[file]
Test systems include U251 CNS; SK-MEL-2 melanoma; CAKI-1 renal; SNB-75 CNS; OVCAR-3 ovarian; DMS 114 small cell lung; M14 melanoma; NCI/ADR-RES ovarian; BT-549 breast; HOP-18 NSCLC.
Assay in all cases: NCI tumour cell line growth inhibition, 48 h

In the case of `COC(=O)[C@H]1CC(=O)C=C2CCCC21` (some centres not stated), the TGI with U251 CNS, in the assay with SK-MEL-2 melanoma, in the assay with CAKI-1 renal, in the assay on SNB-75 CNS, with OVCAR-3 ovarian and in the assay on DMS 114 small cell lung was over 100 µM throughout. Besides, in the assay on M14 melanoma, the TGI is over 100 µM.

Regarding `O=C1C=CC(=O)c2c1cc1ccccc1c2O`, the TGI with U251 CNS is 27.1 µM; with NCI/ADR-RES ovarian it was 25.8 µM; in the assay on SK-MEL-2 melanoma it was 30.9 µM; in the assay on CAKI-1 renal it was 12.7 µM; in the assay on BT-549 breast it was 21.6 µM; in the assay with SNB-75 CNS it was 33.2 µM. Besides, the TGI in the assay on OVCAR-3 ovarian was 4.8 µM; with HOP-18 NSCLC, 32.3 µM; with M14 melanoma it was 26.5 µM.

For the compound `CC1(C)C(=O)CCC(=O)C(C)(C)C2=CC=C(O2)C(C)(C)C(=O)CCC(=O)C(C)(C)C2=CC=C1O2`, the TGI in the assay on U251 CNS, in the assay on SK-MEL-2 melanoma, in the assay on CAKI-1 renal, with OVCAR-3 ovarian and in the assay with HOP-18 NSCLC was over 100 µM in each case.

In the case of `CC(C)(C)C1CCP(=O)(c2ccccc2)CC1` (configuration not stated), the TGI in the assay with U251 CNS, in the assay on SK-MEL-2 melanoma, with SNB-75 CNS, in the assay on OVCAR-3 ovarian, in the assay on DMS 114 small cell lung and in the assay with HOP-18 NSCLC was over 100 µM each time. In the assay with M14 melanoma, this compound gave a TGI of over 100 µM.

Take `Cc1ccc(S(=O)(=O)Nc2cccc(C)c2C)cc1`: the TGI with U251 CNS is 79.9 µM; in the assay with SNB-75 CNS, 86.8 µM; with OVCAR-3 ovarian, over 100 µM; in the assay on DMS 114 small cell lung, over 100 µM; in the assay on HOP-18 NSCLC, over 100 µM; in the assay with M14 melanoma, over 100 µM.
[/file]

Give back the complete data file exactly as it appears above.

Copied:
Test systems include U251 CNS; SK-MEL-2 melanoma; CAKI-1 renal; SNB-75 CNS; OVCAR-3 ovarian; DMS 114 small cell lung; M14 melanoma; NCI/ADR-RES ovarian; BT-549 breast; HOP-18 NSCLC.
Assay in all cases: NCI tumour cell line growth inhibition, 48 h

In the case of `COC(=O)[C@H]1CC(=O)C=C2CCCC21` (some centres not stated), the TGI with U251 CNS, in the assay with SK-MEL-2 melanoma, in the assay with CAKI-1 renal, in the assay on SNB-75 CNS, with OVCAR-3 ovarian and in the assay on DMS 114 small cell lung was over 100 µM throughout. Besides, in the assay on M14 melanoma, the TGI is over 100 µM.

Regarding `O=C1C=CC(=O)c2c1cc1ccccc1c2O`, the TGI with U251 CNS is 27.1 µM; with NCI/ADR-RES ovarian it was 25.8 µM; in the assay on SK-MEL-2 melanoma it was 30.9 µM; in the assay on CAKI-1 renal it was 12.7 µM; in the assay on BT-549 breast it was 21.6 µM; in the assay with SNB-75 CNS it was 33.2 µM. Besides, the TGI in the assay on OVCAR-3 ovarian was 4.8 µM; with HOP-18 NSCLC, 32.3 µM; with M14 melanoma it was 26.5 µM.

For the compound `CC1(C)C(=O)CCC(=O)C(C)(C)C2=CC=C(O2)C(C)(C)C(=O)CCC(=O)C(C)(C)C2=CC=C1O2`, the TGI in the assay on U251 CNS, in the assay on SK-MEL-2 melanoma, in the assay on CAKI-1 renal, with OVCAR-3 ovarian and in the assay with HOP-18 NSCLC was over 100 µM in each case.

In the case of `CC(C)(C)C1CCP(=O)(c2ccccc2)CC1` (configuration not stated), the TGI in the assay with U251 CNS, in the assay on SK-MEL-2 melanoma, with SNB-75 CNS, in the assay on OVCAR-3 ovarian, in the assay on DMS 114 small cell lung and in the assay with HOP-18 NSCLC was over 100 µM each time. In the assay with M14 melanoma, this compound gave a TGI of over 100 µM.

Take `Cc1ccc(S(=O)(=O)Nc2cccc(C)c2C)cc1`: the TGI with U251 CNS is 79.9 µM; in the assay with SNB-75 CNS, 86.8 µM; with OVCAR-3 ovarian, over 100 µM; in the assay on DMS 114 small cell lung, over 100 µM; in the assay on HOP-18 NSCLC, over 100 µM; in the assay with M14 melanoma, over 100 µM.